Hootsuite 101: My Take on the Social Media Management Tool
Juggling multiple social media accounts? Want to schedule posts in advance? Hootsuite can help.
I started using Hootsuite last month to manage a client’s social media marketing campaign. Before choosing the program, I researched alternatives such as CoTweet and TweetDeck.
While I don’t have side-by-side comparison to share, HootSuite’s customizable dashboard and pricing structure ultimately won me over.
HootSuite also came highly recommended. I spoke with social media expert Amy Porterfield at Content Marketing World, and she assured me I was making the right choice. After that, I had nothing left to do but dive in.
The Hootsuite platform is web-based, which means you can access your account anywhere there’s a wi-fi connection. (You can also download a mobile Hootsuite app.)
Accounts are free for use with up to five social media profiles and two RSS feeds. A pro account, which includes unlimited social media profiles and enhanced analytics, will run you $9.99 per month. Enterprise accounts are also available.
Using the Platform
Using Hootsuite for the first time is a little like using Adobe Photoshop. The streamlined interface contains powerful features, but it takes time to learn what the buttons do, and what options are located under each one. (I still have to stop and think where the “scheduled posts” option lives: under the little paper airplane icon, titled “Publisher.”)
The Home button (titled “Streams”) shows you a customizable dashboard of tweets, mentions, direct messages, lists and even search results. You can choose which columns show, and how many appear on the screen at each time. This can be especially convenient if you rarely get direct messages but use the keyword search often, or vice versa.
If you’re used to making status updates directly from Facebook or Twitter, you’ll have little problem posting directly from Hootsuite. The top of the platform contains a drop-down box for composing messages. From there, you can attach images, schedule the post for a specific time, add a location and even change privacy options.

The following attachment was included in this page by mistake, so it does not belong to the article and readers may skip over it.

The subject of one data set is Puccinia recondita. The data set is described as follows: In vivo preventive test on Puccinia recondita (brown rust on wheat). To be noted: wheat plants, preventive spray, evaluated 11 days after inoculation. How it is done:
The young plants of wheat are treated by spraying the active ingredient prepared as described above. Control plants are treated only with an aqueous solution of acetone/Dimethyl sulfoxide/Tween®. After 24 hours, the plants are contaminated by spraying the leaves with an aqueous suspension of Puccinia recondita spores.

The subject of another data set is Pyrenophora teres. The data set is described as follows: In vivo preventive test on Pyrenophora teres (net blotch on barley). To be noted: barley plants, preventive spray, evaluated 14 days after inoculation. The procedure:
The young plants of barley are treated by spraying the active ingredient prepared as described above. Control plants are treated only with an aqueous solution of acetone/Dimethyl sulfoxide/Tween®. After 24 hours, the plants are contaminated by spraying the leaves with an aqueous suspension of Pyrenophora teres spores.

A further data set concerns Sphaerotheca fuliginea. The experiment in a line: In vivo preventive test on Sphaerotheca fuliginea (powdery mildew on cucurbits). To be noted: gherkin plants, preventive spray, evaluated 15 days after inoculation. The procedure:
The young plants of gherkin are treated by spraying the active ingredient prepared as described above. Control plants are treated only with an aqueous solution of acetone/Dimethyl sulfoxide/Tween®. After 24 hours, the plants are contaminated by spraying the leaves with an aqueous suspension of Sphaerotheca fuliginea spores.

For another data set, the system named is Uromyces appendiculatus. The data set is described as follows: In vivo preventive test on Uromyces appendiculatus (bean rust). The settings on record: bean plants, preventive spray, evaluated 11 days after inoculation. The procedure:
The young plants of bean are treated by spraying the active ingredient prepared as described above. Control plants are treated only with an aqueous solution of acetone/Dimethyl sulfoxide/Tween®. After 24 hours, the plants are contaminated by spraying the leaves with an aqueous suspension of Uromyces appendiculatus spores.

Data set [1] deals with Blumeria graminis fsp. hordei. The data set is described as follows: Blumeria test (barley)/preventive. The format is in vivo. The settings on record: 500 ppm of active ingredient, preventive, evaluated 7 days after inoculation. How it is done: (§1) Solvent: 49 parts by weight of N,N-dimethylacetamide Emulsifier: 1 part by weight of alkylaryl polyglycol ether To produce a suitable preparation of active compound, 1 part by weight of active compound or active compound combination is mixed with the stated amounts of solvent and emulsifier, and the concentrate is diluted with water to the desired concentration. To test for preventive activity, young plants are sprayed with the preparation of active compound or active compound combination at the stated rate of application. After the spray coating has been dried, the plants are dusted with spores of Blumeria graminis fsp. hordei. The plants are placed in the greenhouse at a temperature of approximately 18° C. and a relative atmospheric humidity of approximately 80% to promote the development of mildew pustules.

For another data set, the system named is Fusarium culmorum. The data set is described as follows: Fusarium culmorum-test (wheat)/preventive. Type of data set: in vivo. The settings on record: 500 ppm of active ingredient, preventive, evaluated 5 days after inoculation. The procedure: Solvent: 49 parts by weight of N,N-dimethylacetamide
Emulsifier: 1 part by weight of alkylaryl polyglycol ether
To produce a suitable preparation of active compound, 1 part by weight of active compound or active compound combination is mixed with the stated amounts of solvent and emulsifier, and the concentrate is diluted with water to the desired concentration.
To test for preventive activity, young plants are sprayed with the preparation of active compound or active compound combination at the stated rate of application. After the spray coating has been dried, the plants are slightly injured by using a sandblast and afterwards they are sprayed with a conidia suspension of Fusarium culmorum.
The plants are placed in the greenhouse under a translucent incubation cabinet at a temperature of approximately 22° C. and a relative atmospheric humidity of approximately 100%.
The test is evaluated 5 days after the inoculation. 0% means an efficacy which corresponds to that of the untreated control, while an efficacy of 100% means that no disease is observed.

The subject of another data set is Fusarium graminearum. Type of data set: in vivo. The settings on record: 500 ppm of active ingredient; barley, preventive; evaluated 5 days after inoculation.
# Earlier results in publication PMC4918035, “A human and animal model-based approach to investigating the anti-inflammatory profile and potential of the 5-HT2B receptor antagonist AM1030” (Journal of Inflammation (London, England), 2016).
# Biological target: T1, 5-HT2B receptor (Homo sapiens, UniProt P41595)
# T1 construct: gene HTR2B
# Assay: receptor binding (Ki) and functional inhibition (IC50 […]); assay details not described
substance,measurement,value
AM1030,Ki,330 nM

If you want to schedule a bunch of posts at a time, you can use the bulk message uploader to import an Excel file. (To access instructions for formatting this file, click the “Scheduling” option under “Compose Post,” and then click “Bulk Message Uploader.” This feature is only available for pro members.)
The “Oops” Factor
While composing and scheduling posts couldn’t be easier, this could invite problems – especially for users of multiple social media accounts. One wrong click can broadcast a message you weren’t finished formatting, or worse – post a personal tweet on a client’s account. There’s no “Are You Sure?” button to save the day, and when you’re scheduling posts an entire month at a time, the potential to click the wrong button soars.
(Remember when Chrysler accidentally tweeted the f-bomb?)
Hootsuite has security measures to protect against this, but only for enterprise-level customers. So until they make secure profiles available to all users, I simply have to double- and triple-check all settings before I hit publish.
Education Ain’t Free
Which brings me to my second beef with Hootsuite: if you want to access video tutorials about the platform’s features, you’ll have to shell out an additional $20 to 30 a month for a membership to Hootsuite University.
Call me cheap, but if I’m already paying for the service, shouldn’t I get the instruction manual for free?
Fortunately, you can find plenty of Hootsuite tutorials with a quick Google search. So unless you want to become Hootsuite-certified, you should be fine without it.
Do you use Hootsuite, or another social media tool? Let me know in the comments section.
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